Description - Dead Artists, Live Theories, and Other Cultural Problems by Stanley Aronowitz
In these far-reaching essays, Stanley Aronovitz examines some of the crucial cultural shifts associated with the crisis of modernity. Against the predominant view that Great Art possesses intrinsic aesthetic value, the author contends that aesthetics has itself been surpassed. In the introductory essay, Aronowitz argues aesthetics, like mathematics education, is a powerful sorting machine to preserve the hierarchical system of cultural and economic privilege. In his essays of Bakhtin and Williams, he stresses that their work shows literary and other artistic works as forms of social knowledge; even bad' literature may illuminate everyday life and the structure of feeling' far better than ethnographic, historical and sociological studies. Yet he insists that art does not represent' the lifeworld, but can be understood as constitutive of it. We read novels, watch TV and videos for pleasure, but art produces experiences as much as it registers it.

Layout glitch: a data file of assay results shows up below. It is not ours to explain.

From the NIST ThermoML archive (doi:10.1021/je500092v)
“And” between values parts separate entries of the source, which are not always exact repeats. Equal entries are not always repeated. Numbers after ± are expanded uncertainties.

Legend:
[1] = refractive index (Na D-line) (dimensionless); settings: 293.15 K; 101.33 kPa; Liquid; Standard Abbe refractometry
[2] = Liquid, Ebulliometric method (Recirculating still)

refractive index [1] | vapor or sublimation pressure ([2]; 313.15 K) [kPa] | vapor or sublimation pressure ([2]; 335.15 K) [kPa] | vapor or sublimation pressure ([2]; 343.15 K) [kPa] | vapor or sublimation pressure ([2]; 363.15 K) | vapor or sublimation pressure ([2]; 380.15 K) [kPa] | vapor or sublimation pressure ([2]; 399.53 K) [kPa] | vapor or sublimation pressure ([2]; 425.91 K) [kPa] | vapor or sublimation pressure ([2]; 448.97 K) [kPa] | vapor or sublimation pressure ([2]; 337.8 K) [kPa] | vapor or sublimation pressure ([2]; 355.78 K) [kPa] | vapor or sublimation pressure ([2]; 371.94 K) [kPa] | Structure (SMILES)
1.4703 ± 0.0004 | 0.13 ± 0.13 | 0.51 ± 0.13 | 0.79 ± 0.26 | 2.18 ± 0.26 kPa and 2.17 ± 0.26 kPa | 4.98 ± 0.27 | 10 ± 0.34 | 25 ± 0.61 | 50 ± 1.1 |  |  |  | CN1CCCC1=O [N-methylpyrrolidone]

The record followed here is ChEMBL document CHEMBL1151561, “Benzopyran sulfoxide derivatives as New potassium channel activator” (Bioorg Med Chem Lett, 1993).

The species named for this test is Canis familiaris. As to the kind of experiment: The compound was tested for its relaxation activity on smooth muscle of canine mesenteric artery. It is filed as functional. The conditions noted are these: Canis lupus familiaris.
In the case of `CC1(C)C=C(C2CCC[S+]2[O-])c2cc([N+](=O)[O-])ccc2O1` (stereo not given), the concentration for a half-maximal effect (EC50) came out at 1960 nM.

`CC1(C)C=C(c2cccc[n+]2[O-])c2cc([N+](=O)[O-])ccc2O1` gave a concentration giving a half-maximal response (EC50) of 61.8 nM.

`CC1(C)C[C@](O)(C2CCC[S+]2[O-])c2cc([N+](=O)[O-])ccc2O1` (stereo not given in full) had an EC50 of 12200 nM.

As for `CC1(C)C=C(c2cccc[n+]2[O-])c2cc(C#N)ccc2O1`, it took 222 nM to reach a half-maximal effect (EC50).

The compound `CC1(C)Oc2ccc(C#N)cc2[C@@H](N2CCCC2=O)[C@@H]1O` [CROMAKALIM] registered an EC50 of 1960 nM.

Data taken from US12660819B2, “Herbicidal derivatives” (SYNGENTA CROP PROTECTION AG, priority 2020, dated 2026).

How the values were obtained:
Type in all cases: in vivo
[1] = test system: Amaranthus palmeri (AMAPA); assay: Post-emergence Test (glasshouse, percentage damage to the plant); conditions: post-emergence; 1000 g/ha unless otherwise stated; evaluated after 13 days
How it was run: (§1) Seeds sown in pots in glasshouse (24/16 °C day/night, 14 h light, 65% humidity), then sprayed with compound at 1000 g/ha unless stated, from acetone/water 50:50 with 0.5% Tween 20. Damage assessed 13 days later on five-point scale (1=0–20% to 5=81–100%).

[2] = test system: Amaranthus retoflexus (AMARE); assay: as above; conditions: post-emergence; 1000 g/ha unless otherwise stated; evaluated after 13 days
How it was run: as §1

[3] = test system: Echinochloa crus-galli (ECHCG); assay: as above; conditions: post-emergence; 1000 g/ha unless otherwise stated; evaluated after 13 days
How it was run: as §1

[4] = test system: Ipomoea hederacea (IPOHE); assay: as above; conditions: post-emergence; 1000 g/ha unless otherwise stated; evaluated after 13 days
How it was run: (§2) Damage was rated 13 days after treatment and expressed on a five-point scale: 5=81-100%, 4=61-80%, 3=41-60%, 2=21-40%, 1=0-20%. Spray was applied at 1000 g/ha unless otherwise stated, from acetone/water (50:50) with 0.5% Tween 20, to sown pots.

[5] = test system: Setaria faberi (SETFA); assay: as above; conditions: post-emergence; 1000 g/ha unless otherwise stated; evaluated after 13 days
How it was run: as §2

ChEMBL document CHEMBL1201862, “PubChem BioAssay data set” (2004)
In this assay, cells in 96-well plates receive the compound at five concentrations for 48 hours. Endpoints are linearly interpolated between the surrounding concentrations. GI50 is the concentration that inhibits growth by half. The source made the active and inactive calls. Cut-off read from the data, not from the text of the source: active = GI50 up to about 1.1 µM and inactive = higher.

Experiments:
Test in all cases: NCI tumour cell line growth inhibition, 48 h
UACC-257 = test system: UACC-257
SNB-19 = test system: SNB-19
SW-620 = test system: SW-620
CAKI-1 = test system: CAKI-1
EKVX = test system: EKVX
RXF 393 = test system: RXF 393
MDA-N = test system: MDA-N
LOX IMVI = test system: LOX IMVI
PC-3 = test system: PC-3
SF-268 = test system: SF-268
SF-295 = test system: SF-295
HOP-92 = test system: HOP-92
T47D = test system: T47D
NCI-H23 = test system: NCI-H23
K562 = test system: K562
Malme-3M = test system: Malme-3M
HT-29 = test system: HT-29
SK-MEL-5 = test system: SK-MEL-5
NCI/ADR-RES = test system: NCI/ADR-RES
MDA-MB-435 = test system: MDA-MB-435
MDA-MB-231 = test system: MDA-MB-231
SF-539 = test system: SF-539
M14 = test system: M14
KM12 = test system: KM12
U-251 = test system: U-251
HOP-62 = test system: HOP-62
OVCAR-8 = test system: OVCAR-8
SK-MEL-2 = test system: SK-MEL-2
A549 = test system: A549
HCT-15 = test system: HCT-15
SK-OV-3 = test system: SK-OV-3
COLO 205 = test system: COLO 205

The essays all take on the crisis in modernity: whether in educational controversies, Murray Bookchin's social ecology, Roland Barthes as a star', the anti-aesthetics of postmodernism, recent transgressions in the philosophy of science, or Orlando Patterson's powerful analysis of slavery.
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(229mm x 152mm x mm)
Publisher: Taylor & Francis Ltd
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